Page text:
90Hero Honda CBZ
A long time ago there was a television commercial of a young man stealing the keys of his elder brother’s bike at night and taking it out for a spin. In the bargain, he also wins the attention of a girl in a sportscar who goes for a pillion ride with him (without a helmet of course, this was a long time ago remember!). The next morning he has a guilty smile of pleasure on his face as his elder brother tells him “haath mat lagana” (don’t touch it!).
This memorable ad was for the Hero Honda CBZ, launched in 1999. The first 4-stroke performance motorcycle available in the Indian market. The motorcycle and the ad boasted 5 gears, a front disc brake, good acceleration and ‘big’ tyres; together these made the bike fully loaded! Add to that its good looks and this was the dream bike for many a teenager. The bike immediately made a name in the fledgling performance segment. It was a precursor to its rival from Bajaj, the Pulsar twins. Unfortunately, being the first is not always good. The pricing was a tad steep for the time and people were more conscious about fuel efficiency. An area where the CBZ struggled. Fuel efficiency in the 30s for a 150cc bike was just not acceptable for the junta.
But this did get people to start thinking more in terms of performance, rather than simple commuting in the cheapest manner possible. The CBZ paved the way for other manufacturers and models to follow, who exploited the growing segment.
In 1999, Hero Honda launched this bike with a 156.8cc engine from the Japanese manufacturer. The bike claimed a 0-60 sprint in 5 seconds and comfortably crossed the triple digit mark. Fueling was managed by a Keihin slide type carburetor, but in the interest of fuel economy over performance, the carb was switched to a more conventional CV type. Which in fact typifies the Indian motorcycle market, we want the performance, but don’t want the fuel bills that go with it!
Reducing sales, finally spelt the death knell for the CBZ and Hero Honda discontinued the bike in 2005. A couple of years later, the company revived the brand with the introduction of the CBZ Xtreme, but that failed to garner the kind of enthusiasm that the original CBZ had. The game had moved on with the introduction of the Pulsars and the Karizma. A 150cc could no longer rule the streets!
We thank Rohit Chopra aka ‘Stoppieking’ for letting us revisit our youth with the Hero Honda CBZ!
89Triumph Thunderbird Storm
The Triumph Thunderbird Storm.This tempest in question is always raging black, with a few lightning flashes of chrome thrown in here and there. It is big enough to fill the horizon when seen from a low angle, does really sound like thunder and can wrist-roll a tornado a minute if desired. Thor would have found it a fitting chariot if he used one though I have no idea of how good it is at cold starting in really freezing conditions of God’s kingdom.
Triumph had the entire gamut of premium motorcycling worked out between its product spectrum – right from the entry level Bonneville through the Daytona for the track, the Tiger for hard-core touring, the Street Triple for brutal fun and the Rocket III for two-wheeled insanity. Despite this impressive and extensive list, there was a gaping hole in the product line-up quite like the Ozone one above the poles of Mother Earth. They needed a cruiser that could stand shoulder to shoulder, or preferably taller than the ubiquitous Harleys and the Thunderbird was the answer.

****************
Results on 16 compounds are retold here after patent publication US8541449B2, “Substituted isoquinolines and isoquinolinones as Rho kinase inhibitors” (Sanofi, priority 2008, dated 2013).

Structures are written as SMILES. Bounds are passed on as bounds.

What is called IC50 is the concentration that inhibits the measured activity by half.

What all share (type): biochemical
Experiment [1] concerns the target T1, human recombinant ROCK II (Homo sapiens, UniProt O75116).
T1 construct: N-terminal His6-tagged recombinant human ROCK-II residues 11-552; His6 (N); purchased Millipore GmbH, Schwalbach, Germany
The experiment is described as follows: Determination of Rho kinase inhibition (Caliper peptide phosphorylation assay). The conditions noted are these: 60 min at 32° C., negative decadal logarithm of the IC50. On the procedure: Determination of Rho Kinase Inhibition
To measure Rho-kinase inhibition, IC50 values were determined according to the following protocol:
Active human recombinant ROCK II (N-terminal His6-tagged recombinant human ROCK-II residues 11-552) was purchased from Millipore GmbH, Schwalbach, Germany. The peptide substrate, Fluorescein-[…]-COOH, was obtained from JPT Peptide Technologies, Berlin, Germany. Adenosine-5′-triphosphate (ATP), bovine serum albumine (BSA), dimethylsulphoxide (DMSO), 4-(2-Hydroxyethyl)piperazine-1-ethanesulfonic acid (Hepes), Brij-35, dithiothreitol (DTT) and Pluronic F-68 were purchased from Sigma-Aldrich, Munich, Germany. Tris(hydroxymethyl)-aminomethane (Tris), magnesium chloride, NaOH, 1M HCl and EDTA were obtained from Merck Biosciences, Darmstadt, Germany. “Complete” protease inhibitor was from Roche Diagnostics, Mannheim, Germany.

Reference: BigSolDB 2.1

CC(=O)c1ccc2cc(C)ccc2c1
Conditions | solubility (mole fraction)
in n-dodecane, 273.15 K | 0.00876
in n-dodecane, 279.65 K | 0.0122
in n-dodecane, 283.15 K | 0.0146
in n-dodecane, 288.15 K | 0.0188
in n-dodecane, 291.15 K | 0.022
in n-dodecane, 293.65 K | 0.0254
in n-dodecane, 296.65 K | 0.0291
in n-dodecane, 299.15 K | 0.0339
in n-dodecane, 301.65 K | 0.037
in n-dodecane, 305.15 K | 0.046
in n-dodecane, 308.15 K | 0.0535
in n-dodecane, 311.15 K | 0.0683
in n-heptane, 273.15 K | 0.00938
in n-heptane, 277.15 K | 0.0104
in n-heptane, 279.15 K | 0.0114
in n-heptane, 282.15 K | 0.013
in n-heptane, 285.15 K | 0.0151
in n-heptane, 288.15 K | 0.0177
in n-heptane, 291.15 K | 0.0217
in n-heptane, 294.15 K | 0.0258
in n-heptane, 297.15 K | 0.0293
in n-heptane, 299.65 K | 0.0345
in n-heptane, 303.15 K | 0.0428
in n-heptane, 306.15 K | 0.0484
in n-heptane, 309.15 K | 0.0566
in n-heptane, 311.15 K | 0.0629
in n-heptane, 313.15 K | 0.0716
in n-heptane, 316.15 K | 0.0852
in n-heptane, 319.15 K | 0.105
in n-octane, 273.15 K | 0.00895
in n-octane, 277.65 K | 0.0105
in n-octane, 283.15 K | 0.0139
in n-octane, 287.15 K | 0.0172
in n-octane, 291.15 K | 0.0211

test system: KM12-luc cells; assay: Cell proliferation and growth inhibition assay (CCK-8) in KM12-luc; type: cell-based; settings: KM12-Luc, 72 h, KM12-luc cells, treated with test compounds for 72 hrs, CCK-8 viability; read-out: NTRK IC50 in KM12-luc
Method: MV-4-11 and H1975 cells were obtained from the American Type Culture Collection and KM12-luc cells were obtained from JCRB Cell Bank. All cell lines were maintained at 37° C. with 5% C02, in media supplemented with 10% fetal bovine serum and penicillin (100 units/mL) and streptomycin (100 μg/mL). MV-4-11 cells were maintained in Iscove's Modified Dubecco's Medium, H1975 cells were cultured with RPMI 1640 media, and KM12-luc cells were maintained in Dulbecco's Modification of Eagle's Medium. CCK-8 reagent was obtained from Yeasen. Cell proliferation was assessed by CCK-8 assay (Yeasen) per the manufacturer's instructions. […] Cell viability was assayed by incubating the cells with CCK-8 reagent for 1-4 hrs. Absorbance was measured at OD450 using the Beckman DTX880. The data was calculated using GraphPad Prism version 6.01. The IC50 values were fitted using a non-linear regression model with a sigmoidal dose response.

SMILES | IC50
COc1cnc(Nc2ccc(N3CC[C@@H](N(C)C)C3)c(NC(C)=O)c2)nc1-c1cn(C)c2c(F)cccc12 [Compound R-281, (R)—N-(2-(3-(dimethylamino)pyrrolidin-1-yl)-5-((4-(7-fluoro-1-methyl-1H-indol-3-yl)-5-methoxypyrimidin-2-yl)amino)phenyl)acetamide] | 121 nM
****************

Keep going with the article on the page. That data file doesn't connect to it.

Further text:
The bike looks a strangely oxymoronish (to coin a new term) mix of the compact and the massive. It is big and yet has compact proportions. It feels massive but feels pretty much manageable by an average-sized rider. The substantial tank (22 litres) dominates the visual lines viewed from top while the Street Triple ‘bug-eye’ twin-headlamps and the straight bars stare back hard at you face to face. The bike looks all muscle, purposeful, strong and solidly built.
The literal and figurative eye of this Storm is its amazing engine, a 1699cc liquid cooled DOHC parallel twin. A 270o firing interval, 4-valves per cylinder and a short-stroke design gives it more than enough stomping power even with a relatively mild 9.7:1 compression ratio. The low compression ratio also means that here in India you can fill ‘er up at pretty well any fuelling station and it will still run well. The 270ooffset firing order does necessitate the need for twin balancer shafts within but the engine response and the aural output is something the V-twin aficionados would die for. The engine starts to a low thrumble (a fusion of thunder and rumble huh!) and awaits that right-handed twist. Do that and the crackle is loud enough to announce your impending departure (or arrival as the case may be) to all and sundry within a quarter mile radius. The twin pipes sing in sync with the twin big pistons. Shift firmly into gear and get rolling. No, astride this gladiator in black, neither would you prefer a quiet exit nor will you be able to make it. You will blast off on loud thunder, carrying your own storm behind straight into the belly of the horizon. This bike pulls hard, as hard as those 97 horses on tap at 5200 rpm and the massive155 Nm of torque at a mere 2950 rpm respond to your right wrist. This is a cruiser with the heart of a sportsbike. The pull through the gears is relentless and so very addictive when accompanied by that thumpty-thump from the twin pistons chasing each other down below. The 6-speed gearbox might not be the slickest but you’re too busy to notice such nitty-gritty, repeatedly rolling off and rolling on that throttle, just to feel your guts hit your spine and your ears full of that foot-tapping thunder.
All said and done, this Storm is real ‘value-for-money’ in the price bracket it belongs. A no-frill all function cruiser that does not need those frills to be attractive. It is plenty already, just by being itself. Ever heard of Storms being pretentious huh?